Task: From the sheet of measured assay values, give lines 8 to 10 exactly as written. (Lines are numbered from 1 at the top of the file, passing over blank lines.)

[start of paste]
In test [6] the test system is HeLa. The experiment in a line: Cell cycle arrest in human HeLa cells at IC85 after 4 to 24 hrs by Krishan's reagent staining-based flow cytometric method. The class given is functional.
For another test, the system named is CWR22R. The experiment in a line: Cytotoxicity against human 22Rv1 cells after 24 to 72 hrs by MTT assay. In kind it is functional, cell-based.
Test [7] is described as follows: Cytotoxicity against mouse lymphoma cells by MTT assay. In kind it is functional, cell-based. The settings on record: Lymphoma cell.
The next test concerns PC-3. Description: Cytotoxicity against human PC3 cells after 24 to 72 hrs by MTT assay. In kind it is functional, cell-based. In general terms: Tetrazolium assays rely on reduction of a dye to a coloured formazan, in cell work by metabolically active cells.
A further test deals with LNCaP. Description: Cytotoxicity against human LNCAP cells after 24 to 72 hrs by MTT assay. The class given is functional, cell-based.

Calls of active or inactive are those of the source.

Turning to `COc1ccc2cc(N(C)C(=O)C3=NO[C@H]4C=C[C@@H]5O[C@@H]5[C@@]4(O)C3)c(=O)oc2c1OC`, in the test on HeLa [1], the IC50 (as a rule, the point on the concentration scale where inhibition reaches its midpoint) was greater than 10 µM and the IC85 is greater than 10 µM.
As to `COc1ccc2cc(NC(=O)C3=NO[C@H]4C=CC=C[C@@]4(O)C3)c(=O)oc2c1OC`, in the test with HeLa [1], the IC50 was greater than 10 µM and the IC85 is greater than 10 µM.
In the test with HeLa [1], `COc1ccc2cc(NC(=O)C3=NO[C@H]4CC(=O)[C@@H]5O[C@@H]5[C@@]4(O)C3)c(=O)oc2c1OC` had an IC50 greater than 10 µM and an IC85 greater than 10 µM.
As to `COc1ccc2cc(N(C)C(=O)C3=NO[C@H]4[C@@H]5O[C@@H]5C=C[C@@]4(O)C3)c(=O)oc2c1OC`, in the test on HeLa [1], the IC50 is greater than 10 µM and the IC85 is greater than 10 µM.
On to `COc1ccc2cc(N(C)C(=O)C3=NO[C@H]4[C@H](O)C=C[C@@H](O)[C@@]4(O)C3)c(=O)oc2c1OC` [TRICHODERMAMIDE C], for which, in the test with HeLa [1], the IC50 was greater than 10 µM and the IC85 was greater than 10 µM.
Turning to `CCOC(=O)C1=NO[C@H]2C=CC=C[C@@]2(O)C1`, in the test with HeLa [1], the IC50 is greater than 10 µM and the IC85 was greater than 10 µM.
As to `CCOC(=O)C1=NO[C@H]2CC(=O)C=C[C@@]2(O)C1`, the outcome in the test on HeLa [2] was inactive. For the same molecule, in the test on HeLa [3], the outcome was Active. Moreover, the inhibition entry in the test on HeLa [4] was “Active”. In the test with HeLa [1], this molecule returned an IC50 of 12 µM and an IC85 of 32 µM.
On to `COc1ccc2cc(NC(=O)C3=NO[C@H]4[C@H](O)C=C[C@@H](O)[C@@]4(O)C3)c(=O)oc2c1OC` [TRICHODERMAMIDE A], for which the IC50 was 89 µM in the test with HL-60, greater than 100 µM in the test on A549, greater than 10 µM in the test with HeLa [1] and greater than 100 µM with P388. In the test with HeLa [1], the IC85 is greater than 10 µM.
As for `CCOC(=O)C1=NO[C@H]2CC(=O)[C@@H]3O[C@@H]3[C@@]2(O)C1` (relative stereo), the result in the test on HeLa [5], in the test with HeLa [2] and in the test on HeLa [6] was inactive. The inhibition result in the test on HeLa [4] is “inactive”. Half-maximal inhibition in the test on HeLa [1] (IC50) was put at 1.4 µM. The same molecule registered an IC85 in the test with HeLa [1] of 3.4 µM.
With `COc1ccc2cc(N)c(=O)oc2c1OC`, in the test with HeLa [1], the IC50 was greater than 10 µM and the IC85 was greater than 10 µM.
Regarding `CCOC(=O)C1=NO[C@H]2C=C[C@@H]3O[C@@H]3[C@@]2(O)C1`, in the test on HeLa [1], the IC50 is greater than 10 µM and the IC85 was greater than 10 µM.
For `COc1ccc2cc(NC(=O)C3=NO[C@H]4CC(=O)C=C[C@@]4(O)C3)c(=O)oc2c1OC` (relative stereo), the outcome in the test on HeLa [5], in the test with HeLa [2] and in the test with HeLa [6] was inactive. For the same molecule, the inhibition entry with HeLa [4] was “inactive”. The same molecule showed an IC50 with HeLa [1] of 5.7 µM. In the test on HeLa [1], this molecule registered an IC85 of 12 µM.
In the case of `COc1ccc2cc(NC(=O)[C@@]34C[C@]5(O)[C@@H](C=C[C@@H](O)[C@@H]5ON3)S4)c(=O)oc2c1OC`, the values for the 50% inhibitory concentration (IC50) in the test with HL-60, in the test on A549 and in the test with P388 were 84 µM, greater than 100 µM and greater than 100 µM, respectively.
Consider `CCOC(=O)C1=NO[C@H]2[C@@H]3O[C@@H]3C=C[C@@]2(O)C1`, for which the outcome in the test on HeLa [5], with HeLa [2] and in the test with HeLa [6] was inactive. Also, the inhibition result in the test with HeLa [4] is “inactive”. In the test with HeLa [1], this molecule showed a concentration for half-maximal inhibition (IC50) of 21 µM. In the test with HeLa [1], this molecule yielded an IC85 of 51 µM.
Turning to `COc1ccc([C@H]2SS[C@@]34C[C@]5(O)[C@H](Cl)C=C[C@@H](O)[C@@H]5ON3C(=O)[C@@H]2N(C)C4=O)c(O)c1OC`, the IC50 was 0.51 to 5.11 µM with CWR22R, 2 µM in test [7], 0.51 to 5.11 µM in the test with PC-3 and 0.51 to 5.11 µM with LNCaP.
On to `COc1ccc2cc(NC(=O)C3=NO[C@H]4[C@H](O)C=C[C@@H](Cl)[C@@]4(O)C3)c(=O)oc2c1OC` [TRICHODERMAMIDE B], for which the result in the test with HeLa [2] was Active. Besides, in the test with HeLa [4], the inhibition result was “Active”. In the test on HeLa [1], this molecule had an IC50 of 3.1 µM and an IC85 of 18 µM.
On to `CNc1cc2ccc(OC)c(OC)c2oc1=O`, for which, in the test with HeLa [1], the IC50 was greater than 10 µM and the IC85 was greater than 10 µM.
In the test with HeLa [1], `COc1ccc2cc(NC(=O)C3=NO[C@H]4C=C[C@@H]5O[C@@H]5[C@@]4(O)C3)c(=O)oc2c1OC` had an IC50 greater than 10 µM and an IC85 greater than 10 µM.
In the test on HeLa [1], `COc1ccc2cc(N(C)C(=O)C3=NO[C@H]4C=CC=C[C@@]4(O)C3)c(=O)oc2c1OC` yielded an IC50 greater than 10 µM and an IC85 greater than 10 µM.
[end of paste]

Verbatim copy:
As to `COc1ccc2cc(NC(=O)C3=NO[C@H]4C=CC=C[C@@]4(O)C3)c(=O)oc2c1OC`, in the test with HeLa [1], the IC50 was greater than 10 µM and the IC85 is greater than 10 µM.
In the test with HeLa [1], `COc1ccc2cc(NC(=O)C3=NO[C@H]4CC(=O)[C@@H]5O[C@@H]5[C@@]4(O)C3)c(=O)oc2c1OC` had an IC50 greater than 10 µM and an IC85 greater than 10 µM.
As to `COc1ccc2cc(N(C)C(=O)C3=NO[C@H]4[C@@H]5O[C@@H]5C=C[C@@]4(O)C3)c(=O)oc2c1OC`, in the test on HeLa [1], the IC50 is greater than 10 µM and the IC85 is greater than 10 µM.